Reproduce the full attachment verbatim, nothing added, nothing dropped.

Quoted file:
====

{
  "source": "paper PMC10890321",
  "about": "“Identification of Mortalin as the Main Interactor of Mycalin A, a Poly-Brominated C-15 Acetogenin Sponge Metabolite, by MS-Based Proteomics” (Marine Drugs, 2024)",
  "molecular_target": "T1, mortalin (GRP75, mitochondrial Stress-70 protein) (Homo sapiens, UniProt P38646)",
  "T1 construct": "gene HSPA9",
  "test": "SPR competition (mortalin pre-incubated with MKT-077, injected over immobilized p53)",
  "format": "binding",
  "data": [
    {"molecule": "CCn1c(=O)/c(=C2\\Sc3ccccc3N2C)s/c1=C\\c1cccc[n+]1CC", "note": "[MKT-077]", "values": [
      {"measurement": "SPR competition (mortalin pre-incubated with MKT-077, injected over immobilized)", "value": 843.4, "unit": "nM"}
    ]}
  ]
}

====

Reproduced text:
{
  "source": "paper PMC10890321",
  "about": "“Identification of Mortalin as the Main Interactor of Mycalin A, a Poly-Brominated C-15 Acetogenin Sponge Metabolite, by MS-Based Proteomics” (Marine Drugs, 2024)",
  "molecular_target": "T1, mortalin (GRP75, mitochondrial Stress-70 protein) (Homo sapiens, UniProt P38646)",
  "T1 construct": "gene HSPA9",
  "test": "SPR competition (mortalin pre-incubated with MKT-077, injected over immobilized p53)",
  "format": "binding",
  "data": [
    {"molecule": "CCn1c(=O)/c(=C2\\Sc3ccccc3N2C)s/c1=C\\c1cccc[n+]1CC", "note": "[MKT-077]", "values": [
      {"measurement": "SPR competition (mortalin pre-incubated with MKT-077, injected over immobilized)", "value": 843.4, "unit": "nM"}
    ]}
  ]
}